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Meet the Package Owners: Timo

Posted by Craig H on 5 November 2009

Completing the set of package owners in the security technology domain is Timo J. Heikkinen, owner of the Security Services package (and also the Application Installation package in the runtimes technology domain):

Timo J. Heikkinen

Q: How long have you been working with Symbian code? What did you do before that?

Since I joined Nokia, about ten years ago, and all that time around Symbian OS security-related issues. Before that I was implementing Windows UI code in another company.

Q: What packages do you work on, and what are they used for?

The Application Installation package contains components for application installation, management, and distribution. It has Application Installer dialogs, Application Manager Settings plug-in, Application Update client, Software Installer engine, and the Content Download engine used by the Update client.

The Application Installer has a plug-in mechanism for additional runtimes, which will be replaced by a new one in Symbian^4, called the Universal Software Installer Framework (USIF) which will act as a common interface between the UI and runtime-specific installers.

The Security Services package is a collection of middleware-layer components having some kind of connection to security; most of them also have some sort of UI. It includes key lock, device lock and remote lock, also different certificate-related user dialogs like the warning of untrusted certificates popping up from SSL/TLS connections. The untrusted certificate warning dialog might be the certificate dialog people are most aware of, and not necessarily in a positive way.

The Certificate Manager Settings plug-in, Certificate Saver and PKCS #12 library are also in this package, as are WIM and GBA components.

Q: Are there any projects you would encourage newcomers to get involved in?

Perhaps the most welcome would be improvements in SIS handling and the .pkg format. People who implement add-on Symbian applications distributed in SIS packages will be aware that there are opportunities for improvement in the SIS package processing, for example to get information on the device configuration during installation and to install different files based on that information.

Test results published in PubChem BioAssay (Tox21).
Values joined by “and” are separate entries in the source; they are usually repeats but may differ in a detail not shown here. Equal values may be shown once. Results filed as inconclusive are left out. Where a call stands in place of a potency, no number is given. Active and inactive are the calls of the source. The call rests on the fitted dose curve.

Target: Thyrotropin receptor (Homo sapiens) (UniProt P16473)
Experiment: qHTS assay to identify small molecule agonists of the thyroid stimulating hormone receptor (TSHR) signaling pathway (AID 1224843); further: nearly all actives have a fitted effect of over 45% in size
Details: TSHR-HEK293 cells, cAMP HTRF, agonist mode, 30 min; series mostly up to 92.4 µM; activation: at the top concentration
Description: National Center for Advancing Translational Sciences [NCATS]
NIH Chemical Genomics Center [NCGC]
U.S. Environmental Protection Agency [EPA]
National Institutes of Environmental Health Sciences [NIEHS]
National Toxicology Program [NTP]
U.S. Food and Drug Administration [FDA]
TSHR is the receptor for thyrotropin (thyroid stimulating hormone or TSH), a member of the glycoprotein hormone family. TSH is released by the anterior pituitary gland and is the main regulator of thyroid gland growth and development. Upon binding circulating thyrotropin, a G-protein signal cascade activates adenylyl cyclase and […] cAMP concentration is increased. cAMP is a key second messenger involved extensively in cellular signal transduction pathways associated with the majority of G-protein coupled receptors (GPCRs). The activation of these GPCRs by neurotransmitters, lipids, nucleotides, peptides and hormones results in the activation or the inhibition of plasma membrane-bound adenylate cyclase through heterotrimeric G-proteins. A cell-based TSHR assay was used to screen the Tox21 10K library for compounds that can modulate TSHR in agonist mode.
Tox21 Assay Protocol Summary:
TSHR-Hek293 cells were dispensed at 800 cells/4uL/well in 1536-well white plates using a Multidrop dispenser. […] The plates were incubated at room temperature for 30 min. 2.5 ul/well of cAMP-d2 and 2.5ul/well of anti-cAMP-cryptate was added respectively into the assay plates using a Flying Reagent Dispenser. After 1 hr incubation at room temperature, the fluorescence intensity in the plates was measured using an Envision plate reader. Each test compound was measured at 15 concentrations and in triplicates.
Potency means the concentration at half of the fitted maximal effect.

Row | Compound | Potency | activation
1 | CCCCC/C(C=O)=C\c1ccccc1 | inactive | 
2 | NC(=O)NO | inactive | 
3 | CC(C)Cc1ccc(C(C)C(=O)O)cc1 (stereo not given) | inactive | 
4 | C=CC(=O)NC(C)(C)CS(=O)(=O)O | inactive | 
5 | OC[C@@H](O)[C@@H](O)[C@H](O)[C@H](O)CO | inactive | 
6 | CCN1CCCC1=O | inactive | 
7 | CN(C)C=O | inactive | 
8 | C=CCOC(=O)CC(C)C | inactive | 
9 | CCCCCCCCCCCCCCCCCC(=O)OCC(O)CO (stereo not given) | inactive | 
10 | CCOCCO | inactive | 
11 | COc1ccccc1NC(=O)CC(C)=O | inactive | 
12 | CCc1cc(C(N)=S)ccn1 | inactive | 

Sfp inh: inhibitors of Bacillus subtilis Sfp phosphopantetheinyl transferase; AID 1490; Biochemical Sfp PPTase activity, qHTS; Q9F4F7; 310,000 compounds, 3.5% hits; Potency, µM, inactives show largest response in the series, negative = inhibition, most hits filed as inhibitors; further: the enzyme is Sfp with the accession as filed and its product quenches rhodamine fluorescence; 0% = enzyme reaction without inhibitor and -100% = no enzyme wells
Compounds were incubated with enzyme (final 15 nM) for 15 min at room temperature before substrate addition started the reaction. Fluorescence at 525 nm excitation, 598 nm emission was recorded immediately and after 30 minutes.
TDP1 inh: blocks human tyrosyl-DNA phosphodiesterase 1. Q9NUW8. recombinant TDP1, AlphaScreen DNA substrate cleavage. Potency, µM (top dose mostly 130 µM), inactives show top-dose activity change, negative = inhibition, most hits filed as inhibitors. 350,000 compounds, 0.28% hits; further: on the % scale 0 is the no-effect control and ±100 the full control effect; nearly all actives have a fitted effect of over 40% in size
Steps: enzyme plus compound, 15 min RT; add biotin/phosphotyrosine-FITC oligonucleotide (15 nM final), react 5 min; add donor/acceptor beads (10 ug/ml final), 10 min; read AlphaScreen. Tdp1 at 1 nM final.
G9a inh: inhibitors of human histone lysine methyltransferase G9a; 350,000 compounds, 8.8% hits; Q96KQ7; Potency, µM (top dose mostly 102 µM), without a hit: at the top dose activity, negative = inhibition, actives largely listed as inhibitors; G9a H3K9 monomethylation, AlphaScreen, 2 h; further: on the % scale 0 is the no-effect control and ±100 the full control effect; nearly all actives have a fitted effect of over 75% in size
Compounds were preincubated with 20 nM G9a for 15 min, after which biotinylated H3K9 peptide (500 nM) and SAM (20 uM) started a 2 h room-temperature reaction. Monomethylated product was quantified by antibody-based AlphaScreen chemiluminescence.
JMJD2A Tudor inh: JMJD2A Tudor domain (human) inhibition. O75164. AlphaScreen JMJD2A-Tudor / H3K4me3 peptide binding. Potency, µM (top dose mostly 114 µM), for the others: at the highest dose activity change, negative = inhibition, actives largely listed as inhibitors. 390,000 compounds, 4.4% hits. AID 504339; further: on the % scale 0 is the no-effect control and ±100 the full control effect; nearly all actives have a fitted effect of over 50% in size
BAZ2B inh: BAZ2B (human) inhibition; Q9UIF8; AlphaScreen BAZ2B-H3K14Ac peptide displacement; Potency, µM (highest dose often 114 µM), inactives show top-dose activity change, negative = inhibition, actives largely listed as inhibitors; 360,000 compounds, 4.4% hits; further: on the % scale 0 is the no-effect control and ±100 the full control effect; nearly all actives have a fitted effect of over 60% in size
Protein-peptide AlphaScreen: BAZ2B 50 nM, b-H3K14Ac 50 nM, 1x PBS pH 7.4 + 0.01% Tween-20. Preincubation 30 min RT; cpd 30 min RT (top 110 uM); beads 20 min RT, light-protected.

For developers coming from other platforms, we are open for contribution of new runtime-specific installers and new installation package formats, for example the Debian package format used in Linux could be supported in the Symbian Platform as well. Obviously the same packages and binaries cannot be used, only the packaging format itself, but even this could somewhat reduce the barrier to port applications from other operating systems to Symbian. USIF will be there to provide a plug-in mechanism to add support for new runtime installers and installation package formats.

On the Security Services front, new innovative ways to unlock key and device lock are most welcome. The current implementation doesn’t have a plug-in mechanism, so alternative device unlock mechanisms are not easy to add at the moment. We would like to fix this by using the authentication server from the OS Security package for device lock, but that work hasn’t started yet and there are no firm plans. Migration of device lock to use the authentication server would be a very valuable contribution.

Contributions in certificate handling functionality, like import of certificates and, generally, improvements in everything related to SSL/TLS certificates which has created headaches for applications and users, are very much encouraged.

Q: What would you say is the biggest challenge for mobile device security?

I am sad to say this, but the biggest challenge is developers who don’t take security into account when developing their applications. The basic security needs of an application can be handled on the Symbian Platform with some very simple steps:

  1. Protect your sensitive APIs (if any) with capabilities
  2. Put your sensitive data (if any) into your application’s private directory
  3. Last but not least, test your application interfaces, especially the ones receiving data from an external sources, with malformatted data to detect buffer overflows.

Q: Which is your favourite Symbian-powered device?

Always the one we are working on at the moment, the one not yet in the shops 🙂

Q: When you’re not working on Symbian code, what do you like to do for fun?

I like to listen to records and sometimes go to live concerts. Different kinds of pop/rock/metal music do for me as long as the music has a good feeling. There is a rock club near where I live so it easy to go to see something even if I am not a particular fan.

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